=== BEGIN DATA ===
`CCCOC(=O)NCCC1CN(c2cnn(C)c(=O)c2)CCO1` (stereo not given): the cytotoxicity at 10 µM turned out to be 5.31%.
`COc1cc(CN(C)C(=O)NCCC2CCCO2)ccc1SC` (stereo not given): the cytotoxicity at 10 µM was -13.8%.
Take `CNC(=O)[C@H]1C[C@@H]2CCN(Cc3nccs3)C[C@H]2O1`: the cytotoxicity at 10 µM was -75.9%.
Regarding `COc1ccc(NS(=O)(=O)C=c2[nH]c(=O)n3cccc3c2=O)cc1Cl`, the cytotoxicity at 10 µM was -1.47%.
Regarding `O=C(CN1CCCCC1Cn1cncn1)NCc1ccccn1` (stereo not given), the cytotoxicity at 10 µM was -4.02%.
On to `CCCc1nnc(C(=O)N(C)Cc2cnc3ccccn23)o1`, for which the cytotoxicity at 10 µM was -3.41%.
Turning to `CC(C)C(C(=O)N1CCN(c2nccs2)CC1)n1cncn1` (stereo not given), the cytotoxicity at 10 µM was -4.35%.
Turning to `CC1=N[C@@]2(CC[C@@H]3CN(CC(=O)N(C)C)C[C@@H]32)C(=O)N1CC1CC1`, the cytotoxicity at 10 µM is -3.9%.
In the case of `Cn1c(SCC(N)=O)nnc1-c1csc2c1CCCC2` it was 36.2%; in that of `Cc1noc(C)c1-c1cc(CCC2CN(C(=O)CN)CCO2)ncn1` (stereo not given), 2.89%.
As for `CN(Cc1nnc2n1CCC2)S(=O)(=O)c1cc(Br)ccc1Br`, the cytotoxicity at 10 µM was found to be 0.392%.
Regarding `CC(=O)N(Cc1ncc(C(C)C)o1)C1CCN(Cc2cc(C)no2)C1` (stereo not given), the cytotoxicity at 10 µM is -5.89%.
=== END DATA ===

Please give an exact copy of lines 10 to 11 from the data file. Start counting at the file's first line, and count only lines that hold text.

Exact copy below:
As for `CN(Cc1nnc2n1CCC2)S(=O)(=O)c1cc(Br)ccc1Br`, the cytotoxicity at 10 µM was found to be 0.392%.
Regarding `CC(=O)N(Cc1ncc(C(C)C)o1)C1CCN(Cc2cc(C)no2)C1` (stereo not given), the cytotoxicity at 10 µM is -5.89%.